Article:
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Canada Ponders Making Oil Firms Pay for Offshore Drilling

Canada is considering making oil companies pay for the contribution the country has to make to the International Seabed Authority (ISA) for far offshore drilling. Canada has to pay hundreds of millions of dollars for such offshore operations but if it decides to ask the firms for contributions, this could make their own operations more expensive and complicate the talks between them and the provincial governments that already make the companies pay royalties.

According to a United Nations convention that Canada ratified in 2003, the country has to pay the ISA for drilling on the “extended continental shelf,” the seabed part of a country’s landmass, but more than 200 nautical miles (230 miles) offshore. However, the convention does not specify where the money should come from, although it is generally the government that is responsible for payments. The ISA has recently said that Canada is beginning to qualify for these payments as it has recently done many far-offshore explorations.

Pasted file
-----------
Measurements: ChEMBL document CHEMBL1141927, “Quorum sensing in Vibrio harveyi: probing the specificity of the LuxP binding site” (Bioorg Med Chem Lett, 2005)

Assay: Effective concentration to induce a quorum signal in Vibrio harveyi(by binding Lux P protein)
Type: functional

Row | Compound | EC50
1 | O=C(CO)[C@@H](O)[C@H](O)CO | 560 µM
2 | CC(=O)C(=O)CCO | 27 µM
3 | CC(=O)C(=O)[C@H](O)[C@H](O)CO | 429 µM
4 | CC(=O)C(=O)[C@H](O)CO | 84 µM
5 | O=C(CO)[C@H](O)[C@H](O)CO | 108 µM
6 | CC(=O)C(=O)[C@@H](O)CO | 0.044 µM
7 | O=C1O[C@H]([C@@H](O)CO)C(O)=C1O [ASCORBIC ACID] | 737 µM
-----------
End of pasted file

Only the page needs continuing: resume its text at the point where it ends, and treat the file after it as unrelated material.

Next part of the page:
Canada’s foreign department has already started looking into the options how to fund the payments. According to the Foreign Ministry, Statoil might be the first company that will have these new payment obligations, as it has recently proposed a Bay du Nord project 270 nautical miles off the eastern province of Newfoundland and Labrador. Statoil currently holds exploration licenses for the area but not for Newfoundland, as negotiations stalled last year as the province introduced a new royalty program.

Although the payments for the offshore drilling are not due until 5 years after the production, they are increasingly seen as an eventual problem for the cost effectiveness of the operations. In case of Statoil and Bay du Nord, fees would be about 7 percent of the annual production value, which is estimated to be at least 300 million barrels, worth more than $14 billion at current prices.

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